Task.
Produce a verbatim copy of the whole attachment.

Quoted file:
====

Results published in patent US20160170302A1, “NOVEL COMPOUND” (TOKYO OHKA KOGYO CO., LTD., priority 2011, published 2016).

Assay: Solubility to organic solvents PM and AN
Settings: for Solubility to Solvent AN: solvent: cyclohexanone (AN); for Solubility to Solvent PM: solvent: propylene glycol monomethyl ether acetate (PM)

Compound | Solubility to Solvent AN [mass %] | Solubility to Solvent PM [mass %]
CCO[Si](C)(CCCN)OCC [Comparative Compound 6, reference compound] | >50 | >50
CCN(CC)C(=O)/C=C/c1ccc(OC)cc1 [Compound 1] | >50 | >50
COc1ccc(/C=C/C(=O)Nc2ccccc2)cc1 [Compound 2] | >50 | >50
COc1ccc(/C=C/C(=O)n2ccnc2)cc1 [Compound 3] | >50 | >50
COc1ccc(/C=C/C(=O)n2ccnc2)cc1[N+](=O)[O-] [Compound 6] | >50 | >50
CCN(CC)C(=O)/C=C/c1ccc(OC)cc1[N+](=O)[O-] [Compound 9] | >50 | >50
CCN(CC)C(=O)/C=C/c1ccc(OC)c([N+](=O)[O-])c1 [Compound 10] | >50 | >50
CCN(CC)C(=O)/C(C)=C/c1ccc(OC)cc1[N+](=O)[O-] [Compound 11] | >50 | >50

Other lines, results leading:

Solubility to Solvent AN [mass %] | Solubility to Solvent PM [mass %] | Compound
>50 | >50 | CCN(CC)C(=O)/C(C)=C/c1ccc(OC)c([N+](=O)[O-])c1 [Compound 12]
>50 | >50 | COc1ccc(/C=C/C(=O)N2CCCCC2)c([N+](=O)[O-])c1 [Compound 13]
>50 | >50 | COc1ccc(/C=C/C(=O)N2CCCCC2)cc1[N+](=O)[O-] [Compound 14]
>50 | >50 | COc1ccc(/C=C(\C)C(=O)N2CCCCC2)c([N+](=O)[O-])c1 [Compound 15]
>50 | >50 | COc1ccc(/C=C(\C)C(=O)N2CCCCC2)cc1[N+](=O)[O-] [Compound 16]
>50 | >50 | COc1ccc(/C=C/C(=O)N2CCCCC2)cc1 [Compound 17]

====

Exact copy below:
Results published in patent US20160170302A1, “NOVEL COMPOUND” (TOKYO OHKA KOGYO CO., LTD., priority 2011, published 2016).

Assay: Solubility to organic solvents PM and AN
Settings: for Solubility to Solvent AN: solvent: cyclohexanone (AN); for Solubility to Solvent PM: solvent: propylene glycol monomethyl ether acetate (PM)

Compound | Solubility to Solvent AN [mass %] | Solubility to Solvent PM [mass %]
CCO[Si](C)(CCCN)OCC [Comparative Compound 6, reference compound] | >50 | >50
CCN(CC)C(=O)/C=C/c1ccc(OC)cc1 [Compound 1] | >50 | >50
COc1ccc(/C=C/C(=O)Nc2ccccc2)cc1 [Compound 2] | >50 | >50
COc1ccc(/C=C/C(=O)n2ccnc2)cc1 [Compound 3] | >50 | >50
COc1ccc(/C=C/C(=O)n2ccnc2)cc1[N+](=O)[O-] [Compound 6] | >50 | >50
CCN(CC)C(=O)/C=C/c1ccc(OC)cc1[N+](=O)[O-] [Compound 9] | >50 | >50
CCN(CC)C(=O)/C=C/c1ccc(OC)c([N+](=O)[O-])c1 [Compound 10] | >50 | >50
CCN(CC)C(=O)/C(C)=C/c1ccc(OC)cc1[N+](=O)[O-] [Compound 11] | >50 | >50

Other lines, results leading:

Solubility to Solvent AN [mass %] | Solubility to Solvent PM [mass %] | Compound
>50 | >50 | CCN(CC)C(=O)/C(C)=C/c1ccc(OC)c([N+](=O)[O-])c1 [Compound 12]
>50 | >50 | COc1ccc(/C=C/C(=O)N2CCCCC2)c([N+](=O)[O-])c1 [Compound 13]
>50 | >50 | COc1ccc(/C=C/C(=O)N2CCCCC2)cc1[N+](=O)[O-] [Compound 14]
>50 | >50 | COc1ccc(/C=C(\C)C(=O)N2CCCCC2)c([N+](=O)[O-])c1 [Compound 15]
>50 | >50 | COc1ccc(/C=C(\C)C(=O)N2CCCCC2)cc1[N+](=O)[O-] [Compound 16]
>50 | >50 | COc1ccc(/C=C/C(=O)N2CCCCC2)cc1 [Compound 17]